The climate change emergency and Scotland's way forward

25th November 2019

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John Cutler

The team from ASH Design + Assessment reflects on why EIA will be so important in the Scottish government's efforts to reach net zero

On 28 April of this year, Scottish First Minister Nicola Sturgeon declared a climate emergency at an SNP party conference. This was followed the next day by the Welsh government's similar announcement, and the UK government made an official declaration on 1 May 2019, becoming the first country in the world to do so. Since then, a number of others, including Canada, France and Austria, have followed suit. These declarations follow numerous campaigns and protests to raise awareness of the effects of climate change and the need to take action, as well as the warning issued by the Intergovernmental Panel on Climate Change (IPCC) 2018 Special Report.

Climate change statement

On 26 August 2019, the Climate Emergency Response Group of civic and business leaders published its Climate Emergency Statement. This contains a 12-point action plan setting out recommendations and actions for immediate implementation over a 12-month period, designed to help Scotland achieve its net zero goals. The plan relates to the key industries with the greatest potential to reduce greenhouse gas emissions, including agriculture, transport and construction.

The statement does not make any specific mention of environmental impact assessment (EIA); its focus is on actions and goals rather than processes, setting out milestone actions for the Scottish government to carry out and dates by which these milestones should have been achieved. For instance, Action 1 places an onus on the Scottish public sector to redirect its annual £11bn procurement spending towards zero-emission building and vehicles and purchase only electricity generated from renewable sources, with a target of fully zero-emissions fleets by 2030.

These actions, while ambitious, do not relax the need for appropriate EIA for developments going forward. Indeed, the need for robust EIA is likely to become more significant – particularly in relation to the housing and energy sectors, as the statement pushes for greater uptake of zero-carbon buildings and homes and deployment of renewable electricity generation of all scales and technologies.

Industry implications

Building standards for both domestic and non-domestic properties are currently under review in Scotland. This review is principally in relation to fire safety, prompted by the Grenfell Tower disaster of June 2017; however, the statement recommends that building standards should also ensure that on-site renewable generation takes place at all appropriate locations. As the EIA process is a key tool in determining whether a development is 'appropriate', this may prompt greater communication between the construction and environmental sectors, and result in a more integrated approach between developers and environmental consultants.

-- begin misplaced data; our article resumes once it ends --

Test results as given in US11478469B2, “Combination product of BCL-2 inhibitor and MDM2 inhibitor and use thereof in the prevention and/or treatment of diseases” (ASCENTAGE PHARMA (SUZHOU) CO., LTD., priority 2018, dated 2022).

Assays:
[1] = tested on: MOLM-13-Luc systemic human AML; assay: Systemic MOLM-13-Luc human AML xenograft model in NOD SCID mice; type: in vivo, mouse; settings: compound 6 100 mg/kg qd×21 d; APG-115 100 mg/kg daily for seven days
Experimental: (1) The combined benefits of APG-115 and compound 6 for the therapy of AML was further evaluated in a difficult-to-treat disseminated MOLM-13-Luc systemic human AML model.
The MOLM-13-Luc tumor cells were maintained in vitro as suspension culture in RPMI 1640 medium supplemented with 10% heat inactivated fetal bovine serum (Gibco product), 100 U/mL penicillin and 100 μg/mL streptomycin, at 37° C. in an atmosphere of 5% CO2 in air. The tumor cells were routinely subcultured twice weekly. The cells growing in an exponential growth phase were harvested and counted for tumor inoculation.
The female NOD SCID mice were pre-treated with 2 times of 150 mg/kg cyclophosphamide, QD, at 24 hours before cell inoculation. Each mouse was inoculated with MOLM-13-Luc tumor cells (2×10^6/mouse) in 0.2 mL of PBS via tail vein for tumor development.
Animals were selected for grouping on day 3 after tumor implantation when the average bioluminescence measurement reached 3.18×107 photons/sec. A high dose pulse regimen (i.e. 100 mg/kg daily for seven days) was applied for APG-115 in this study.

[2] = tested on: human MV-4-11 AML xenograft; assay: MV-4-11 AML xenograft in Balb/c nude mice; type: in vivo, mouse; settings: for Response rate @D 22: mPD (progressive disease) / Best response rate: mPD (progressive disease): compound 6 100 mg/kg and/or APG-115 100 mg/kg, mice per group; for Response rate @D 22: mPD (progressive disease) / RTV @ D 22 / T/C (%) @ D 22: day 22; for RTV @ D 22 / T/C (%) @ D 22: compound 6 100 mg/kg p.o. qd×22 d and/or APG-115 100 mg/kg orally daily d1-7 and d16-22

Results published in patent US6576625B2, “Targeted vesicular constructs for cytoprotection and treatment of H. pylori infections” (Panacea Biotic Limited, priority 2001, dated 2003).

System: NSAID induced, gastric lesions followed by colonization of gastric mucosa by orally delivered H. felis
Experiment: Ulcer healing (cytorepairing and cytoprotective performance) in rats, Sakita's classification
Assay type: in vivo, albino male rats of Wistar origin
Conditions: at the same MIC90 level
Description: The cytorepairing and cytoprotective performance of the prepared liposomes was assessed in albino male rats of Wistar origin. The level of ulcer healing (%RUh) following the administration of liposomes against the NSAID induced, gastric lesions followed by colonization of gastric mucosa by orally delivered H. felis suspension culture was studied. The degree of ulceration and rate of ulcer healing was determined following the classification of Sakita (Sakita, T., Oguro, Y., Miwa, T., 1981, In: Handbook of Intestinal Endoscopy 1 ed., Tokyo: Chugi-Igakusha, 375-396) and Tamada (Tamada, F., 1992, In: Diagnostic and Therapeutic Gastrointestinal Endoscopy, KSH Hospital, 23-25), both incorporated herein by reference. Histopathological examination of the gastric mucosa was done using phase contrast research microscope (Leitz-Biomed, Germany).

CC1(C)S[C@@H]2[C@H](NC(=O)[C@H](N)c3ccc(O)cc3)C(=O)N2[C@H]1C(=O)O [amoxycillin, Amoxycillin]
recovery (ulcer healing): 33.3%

Scottish planning policy includes a principal policy of 'presumption in favour of development that contributes to sustainable development', and this often forms the needs case for large-scale renewable energy developments when seeking consent. From previous experience, smaller scale renewable developments such as single wind turbines or biomass heating units often rely more heavily on site-specific justification due to their smaller contribution to climate change targets. It would be beneficial, from a development standpoint, for the recommendation that all developments have appropriate on-site renewable generation to be a material consideration within the planning system. This could give property owners the confidence to pursue renewable energy development, and lead to a faster and more widespread deployment of such technologies.

Naturally, all on-site generation would need to be appropriate in EIA terms (where it is deemed to be 'EIA development'), and there will be a greater need for competent experts to facilitate this. Such a need would be prompted by a number of the recommendations put forward within the statement and, based on many of the statements made within the Scottish government's 2019 Programme for Government, published on 3 September 2019, and the forthcoming Climate Change (Emissions Reductions Targets) (Scotland) Bill, the environmental sector is likely to see greater growth than anticipated during the coming years. This in itself would assist Scotland's goal to become a globally recognised leader within the environment industry.

The Climate Emergency Statement is set against a backdrop of stark warnings about the worsening state of our climate and the need for action, but delivers a set of achievable targets with myriad benefits. The environmental industry will play a key role in delivery of these targets, engaging with several other industry sectors, and both the level and method of adoption of the statement's recommendations by the Scottish government will shape this engagement and determine its success.

ASH Design + Assessment provides professional landscape design and environmental assessment services.

Image credit: iStock


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